FROM FOUNDING FATHERS TO CONFEDERATE GENERAL. It all started in 1802, when the property in question, Arlington House, on 1,000 or so acres in Arlington, Virginia, began to undergo construction. Owner George Washington Parke Custis spared no expense on the home’s Greek Revival design (a style new to America), completing the property in 1818. A frequent visitor to Arlington House was Robert E. Lee, the future leader of the Confederate Army, second cousin to Custis’s wife, Mary Lee Fitzhugh Custis, and the future husband of the Custises’ only surviving daughter, Mary Anna Randolph Custis. The two were, you guessed it, married in at Arlington House, and when the elder Custis died in 1857, he left the property to Mary Anna and Lee.
After officially joining the rebels in 1861, Lee had to abandon the beloved Arlington House, which now had military significance because of its relative closeness to the nation’s capital. But with the Lees gone, there was no one to pay property taxes, so the American government seized the mansion and land around it. To further add insult to injury, in 1864 Union generals began ordering dead bodies to be buried on the property’s grounds. Soon there were the remains of Union soldiers all around the Lee estate.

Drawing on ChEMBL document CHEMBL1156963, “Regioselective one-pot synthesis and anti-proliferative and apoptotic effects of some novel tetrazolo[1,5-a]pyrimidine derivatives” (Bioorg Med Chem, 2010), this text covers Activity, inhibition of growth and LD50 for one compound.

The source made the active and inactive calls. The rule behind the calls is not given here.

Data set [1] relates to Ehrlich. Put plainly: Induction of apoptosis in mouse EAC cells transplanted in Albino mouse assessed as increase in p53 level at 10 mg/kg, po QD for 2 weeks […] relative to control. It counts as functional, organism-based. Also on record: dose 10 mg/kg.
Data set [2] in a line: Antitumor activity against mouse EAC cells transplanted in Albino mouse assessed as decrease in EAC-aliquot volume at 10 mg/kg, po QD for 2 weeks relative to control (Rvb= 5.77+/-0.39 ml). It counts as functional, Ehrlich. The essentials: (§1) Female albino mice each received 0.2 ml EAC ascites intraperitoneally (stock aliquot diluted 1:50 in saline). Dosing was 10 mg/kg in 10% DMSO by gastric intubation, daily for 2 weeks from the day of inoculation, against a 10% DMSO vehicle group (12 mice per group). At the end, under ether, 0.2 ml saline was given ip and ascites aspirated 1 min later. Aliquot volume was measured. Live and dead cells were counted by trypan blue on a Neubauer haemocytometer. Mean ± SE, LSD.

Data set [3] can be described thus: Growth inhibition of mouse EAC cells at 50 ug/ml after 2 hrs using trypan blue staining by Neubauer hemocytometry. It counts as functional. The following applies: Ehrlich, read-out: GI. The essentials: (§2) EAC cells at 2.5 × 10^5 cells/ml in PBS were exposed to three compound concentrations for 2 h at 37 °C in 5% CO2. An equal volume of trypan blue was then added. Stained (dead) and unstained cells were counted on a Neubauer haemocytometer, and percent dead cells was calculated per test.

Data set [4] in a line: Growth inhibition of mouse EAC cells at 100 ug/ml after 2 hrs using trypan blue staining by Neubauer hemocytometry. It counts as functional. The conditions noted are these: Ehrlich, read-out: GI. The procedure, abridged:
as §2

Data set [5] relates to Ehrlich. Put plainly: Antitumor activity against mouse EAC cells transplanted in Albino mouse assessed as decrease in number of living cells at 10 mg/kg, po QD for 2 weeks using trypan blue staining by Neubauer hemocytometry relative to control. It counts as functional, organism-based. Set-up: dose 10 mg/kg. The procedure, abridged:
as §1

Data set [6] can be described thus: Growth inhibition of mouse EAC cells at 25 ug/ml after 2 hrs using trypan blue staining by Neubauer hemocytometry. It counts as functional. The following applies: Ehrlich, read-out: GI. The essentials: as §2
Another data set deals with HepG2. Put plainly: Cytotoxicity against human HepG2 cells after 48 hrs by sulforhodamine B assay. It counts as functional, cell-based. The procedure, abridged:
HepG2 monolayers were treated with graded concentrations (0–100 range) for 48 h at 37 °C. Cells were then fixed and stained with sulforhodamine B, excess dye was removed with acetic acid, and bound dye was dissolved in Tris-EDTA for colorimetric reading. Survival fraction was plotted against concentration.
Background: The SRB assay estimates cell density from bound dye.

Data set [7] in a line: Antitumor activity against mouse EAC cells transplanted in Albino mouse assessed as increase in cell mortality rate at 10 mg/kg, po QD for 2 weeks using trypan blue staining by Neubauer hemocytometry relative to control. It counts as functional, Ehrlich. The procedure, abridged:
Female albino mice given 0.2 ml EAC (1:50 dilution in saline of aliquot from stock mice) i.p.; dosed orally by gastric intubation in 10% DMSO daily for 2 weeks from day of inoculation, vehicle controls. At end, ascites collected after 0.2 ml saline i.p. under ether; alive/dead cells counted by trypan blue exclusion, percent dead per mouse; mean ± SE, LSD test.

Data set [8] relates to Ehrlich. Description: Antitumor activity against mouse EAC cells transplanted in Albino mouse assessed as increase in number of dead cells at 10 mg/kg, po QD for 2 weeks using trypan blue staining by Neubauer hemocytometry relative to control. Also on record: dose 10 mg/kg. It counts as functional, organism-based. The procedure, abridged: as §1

After the war, though, Lee’s son sued the US government for unlawful property seizure and won—choosing then to flip the land back to the government and collecting an impressive amount of money for the place (the equivalent of almost $4 million today). It is now, of course, the location of Arlington National Cemetery, where the fallen members of our armed services are honored.
Most wars are pointless, but a bloodless border dispute between Michigan and Ohio set the bar extremely high (or low?).
THE WAR OF NORTHERN AGGRESSION. The problem arose from poor mapping operations in the recently formed United States. The Northwest Ordinance of 1787 drew a line from the bottom of Lake Michigan to claim the area for Ohio, but when Michigan Territory was created in 1805, cartographers realized that the actual southern tip of the lake was farther down. This created a wedge-shaped contested area of around five by eight miles that Ohio still wanted to fight for. And fight they did: Ohio tried to block Michigan’s entry into the Union over the Toledo Strip, as it became known, even though Michigan had begun policing the area because it was actually in Michigan.